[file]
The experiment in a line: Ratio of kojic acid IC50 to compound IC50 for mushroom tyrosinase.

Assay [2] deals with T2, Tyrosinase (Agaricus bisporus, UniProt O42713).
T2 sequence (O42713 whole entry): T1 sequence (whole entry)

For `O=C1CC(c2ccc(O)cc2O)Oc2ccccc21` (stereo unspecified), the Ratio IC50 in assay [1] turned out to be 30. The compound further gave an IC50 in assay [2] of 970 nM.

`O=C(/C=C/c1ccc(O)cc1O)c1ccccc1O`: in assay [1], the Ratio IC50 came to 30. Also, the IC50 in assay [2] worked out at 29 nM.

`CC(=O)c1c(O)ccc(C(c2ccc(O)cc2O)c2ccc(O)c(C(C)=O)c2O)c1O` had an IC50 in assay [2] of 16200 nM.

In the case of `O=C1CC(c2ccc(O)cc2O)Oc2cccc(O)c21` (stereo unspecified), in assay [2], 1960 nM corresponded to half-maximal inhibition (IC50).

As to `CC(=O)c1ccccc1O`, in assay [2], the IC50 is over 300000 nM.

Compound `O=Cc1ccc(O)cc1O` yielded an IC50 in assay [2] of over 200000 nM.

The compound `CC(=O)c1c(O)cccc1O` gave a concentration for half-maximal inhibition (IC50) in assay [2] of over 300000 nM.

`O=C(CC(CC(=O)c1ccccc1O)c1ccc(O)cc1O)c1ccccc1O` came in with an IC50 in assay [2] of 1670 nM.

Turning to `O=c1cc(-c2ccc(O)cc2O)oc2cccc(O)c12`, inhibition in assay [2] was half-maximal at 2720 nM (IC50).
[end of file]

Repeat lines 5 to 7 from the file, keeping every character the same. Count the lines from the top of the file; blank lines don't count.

`O=C(/C=C/c1ccc(O)cc1O)c1ccccc1O`: in assay [1], the Ratio IC50 came to 30. Also, the IC50 in assay [2] worked out at 29 nM.

`CC(=O)c1c(O)ccc(C(c2ccc(O)cc2O)c2ccc(O)c(C(C)=O)c2O)c1O` had an IC50 in assay [2] of 16200 nM.

In the case of `O=C1CC(c2ccc(O)cc2O)Oc2cccc(O)c21` (stereo unspecified), in assay [2], 1960 nM corresponded to half-maximal inhibition (IC50).